12. Two thousand years ago, a Jew was tortured and murdered by the Romans as a metaphor, to expiate the metaphorical sin committed (or not) by a woman who symbolizes the attainment of conscience and reason by primates. I’m paraphrasing, of course, but that’s essentially the faitheist and modern believer’s justification for Xtian spirituality in the face of all evidence and reason to the contrary.

    1. The best description comes from Hitch Hikers Guide to the Galaxy:

      “It was more or less two thousand years after one man was nailed to a tree for saying how great it would be if people were nice to each other for a change.”

      A funny way to express the root of the western calendar system.

  13. As an atheist do you consider yourself totally rational?

    Do you smoke knowing that it is not good for you?

    Do you eat fast food knowing that it is not good for you?

    Do you purchase lottery tickets?

    Do you ever show any sign of emotion? Knowing that emotion is not rational do you still pursue emotion?

    This is what I see in those of “unfaith” or whatever term is preferred. The assumption is that those with any spec of faith are “irrational”. Rationality has got to be the weakest argument for atheism. It’s normally done in a hateful judgmental way frothing with emotion.

    Anyone can have a rational moment. Live up to your own rationality and simple allow others to be wrong. Those who say you are wrong (regardless of side) are simply irrational.

    1. Please point to a quote by an ‘evil atheist’ that makes the claim to be totally rational; the Feynman quote says the exact opposite.

      Poor reading comprehension and such binary thinking seems to be a major problem with theists/faitheist.

      1. When I buy lottery tickets I don’t lie to myself that I have a reasonable chance of winning anything.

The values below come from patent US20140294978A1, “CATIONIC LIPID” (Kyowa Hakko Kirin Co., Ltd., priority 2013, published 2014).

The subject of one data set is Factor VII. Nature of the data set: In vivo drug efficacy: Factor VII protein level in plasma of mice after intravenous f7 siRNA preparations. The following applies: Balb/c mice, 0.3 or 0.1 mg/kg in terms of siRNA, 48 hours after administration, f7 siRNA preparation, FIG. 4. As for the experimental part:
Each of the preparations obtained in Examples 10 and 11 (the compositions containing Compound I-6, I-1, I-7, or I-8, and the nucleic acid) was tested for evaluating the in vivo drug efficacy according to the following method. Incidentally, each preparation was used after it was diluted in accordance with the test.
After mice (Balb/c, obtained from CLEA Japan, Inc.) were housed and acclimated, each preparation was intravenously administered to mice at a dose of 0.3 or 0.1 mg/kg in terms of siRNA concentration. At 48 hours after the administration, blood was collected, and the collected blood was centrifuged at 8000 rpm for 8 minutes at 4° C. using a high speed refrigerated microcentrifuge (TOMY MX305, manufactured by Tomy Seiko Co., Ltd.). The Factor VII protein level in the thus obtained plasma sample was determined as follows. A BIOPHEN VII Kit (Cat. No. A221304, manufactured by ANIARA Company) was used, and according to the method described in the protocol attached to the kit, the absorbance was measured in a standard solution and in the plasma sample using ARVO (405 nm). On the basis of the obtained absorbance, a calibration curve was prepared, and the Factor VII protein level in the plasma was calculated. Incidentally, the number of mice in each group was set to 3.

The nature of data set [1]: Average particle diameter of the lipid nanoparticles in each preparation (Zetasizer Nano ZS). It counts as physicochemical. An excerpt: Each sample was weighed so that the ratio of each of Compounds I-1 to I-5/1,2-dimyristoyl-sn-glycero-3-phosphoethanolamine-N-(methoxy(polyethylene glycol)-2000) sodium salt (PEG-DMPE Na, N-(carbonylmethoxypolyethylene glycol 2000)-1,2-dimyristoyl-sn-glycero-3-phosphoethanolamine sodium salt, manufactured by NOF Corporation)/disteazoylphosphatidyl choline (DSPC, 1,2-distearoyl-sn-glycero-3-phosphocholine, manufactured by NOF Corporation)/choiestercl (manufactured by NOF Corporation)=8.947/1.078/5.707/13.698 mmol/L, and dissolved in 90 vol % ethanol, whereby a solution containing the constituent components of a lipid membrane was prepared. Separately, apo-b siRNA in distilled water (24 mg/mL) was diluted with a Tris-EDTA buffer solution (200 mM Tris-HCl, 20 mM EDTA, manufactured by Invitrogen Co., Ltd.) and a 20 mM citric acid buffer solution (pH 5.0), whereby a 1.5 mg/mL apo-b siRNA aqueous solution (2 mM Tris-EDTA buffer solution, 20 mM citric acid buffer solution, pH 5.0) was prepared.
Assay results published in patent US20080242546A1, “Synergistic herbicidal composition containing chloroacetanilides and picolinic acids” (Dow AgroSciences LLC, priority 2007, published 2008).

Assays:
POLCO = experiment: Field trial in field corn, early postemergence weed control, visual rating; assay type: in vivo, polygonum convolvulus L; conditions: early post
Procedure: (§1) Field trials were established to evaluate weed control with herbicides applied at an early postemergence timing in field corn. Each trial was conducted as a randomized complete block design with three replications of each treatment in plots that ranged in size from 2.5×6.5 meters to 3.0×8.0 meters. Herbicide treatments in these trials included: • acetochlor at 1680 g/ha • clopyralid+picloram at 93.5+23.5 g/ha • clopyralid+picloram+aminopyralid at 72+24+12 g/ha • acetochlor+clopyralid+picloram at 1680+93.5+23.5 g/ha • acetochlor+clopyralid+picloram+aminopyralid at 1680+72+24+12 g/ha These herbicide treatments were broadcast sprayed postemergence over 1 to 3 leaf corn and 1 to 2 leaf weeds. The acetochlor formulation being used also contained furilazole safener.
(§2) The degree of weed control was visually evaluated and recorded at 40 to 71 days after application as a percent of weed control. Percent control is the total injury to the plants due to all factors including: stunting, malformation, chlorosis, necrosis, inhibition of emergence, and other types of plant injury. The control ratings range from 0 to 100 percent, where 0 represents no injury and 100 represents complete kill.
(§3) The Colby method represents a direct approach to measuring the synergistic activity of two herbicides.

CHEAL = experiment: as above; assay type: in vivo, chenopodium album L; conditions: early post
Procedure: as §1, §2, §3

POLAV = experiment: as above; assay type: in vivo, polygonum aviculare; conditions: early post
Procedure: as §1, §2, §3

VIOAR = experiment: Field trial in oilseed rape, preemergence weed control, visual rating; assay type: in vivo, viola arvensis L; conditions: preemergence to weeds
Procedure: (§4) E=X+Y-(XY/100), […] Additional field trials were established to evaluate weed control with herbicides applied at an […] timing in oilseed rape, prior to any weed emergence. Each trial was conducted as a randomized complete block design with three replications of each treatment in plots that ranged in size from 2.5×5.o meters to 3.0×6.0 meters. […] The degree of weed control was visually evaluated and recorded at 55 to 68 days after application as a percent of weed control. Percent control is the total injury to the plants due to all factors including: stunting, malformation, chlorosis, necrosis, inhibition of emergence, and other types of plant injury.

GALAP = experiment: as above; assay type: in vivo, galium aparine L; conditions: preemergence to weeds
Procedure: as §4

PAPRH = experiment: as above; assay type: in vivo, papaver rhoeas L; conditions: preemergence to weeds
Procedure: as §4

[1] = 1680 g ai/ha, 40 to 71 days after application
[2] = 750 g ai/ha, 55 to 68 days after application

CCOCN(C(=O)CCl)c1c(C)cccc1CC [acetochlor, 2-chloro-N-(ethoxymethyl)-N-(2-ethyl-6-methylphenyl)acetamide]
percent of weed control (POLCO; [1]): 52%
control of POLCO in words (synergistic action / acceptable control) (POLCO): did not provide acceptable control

When I smoke a cigar I don’t lie to myself that it’s not bad for me.

        That’s the difference.

      2. ‘such binary thinking’

        ”evil atheist”

        The first is an actual quote by you.
        The second is a false quote you attempted to attribute to me.

        Is it such binary thinking pointing out lies and venom? Not every comment on the article is venom, but many are. You shouldn’t need such displays of irrationality to defend a rational view point.

    2. Of course we’re not totally rational. But subscribing to a set of beliefs that isn’t committed to testing itself, presenting any evidence, or even capable of to hearing criticism is not going to make one more rational.

      And its not like religion isn’t rational to a point… a lot of the ideas in Christianity were derived fairly logically from the Bible, but the resultant arguments with other logically derived ideas involve no evidence, and can only be resolved with rhetoric or suppression by authority. And none of them question whether its rational to even use the Bible as holy scripture in the first place.

  14. Can I just say – this website is getting BETTER and BETTER – the posts and the subsequent discussions in the comments section are just wonderful. Thanks Prof Coyne and thanks commenters

  15. Faith and unfaith are different interpretations of reality

    Possibly more informative to say that “faith” and “rationalism/science” are different ways of expressing experience. In the same way that the sound track and the images are different perceptions of a movie. Or better, the way the choreography and the score are different ways of invoking the intended experience of a ballet. Different, but mutually reinforcing, to the patron in the loges. Intimately related, but not in a “thump your foot in time to the music” sort of way: something more abstract.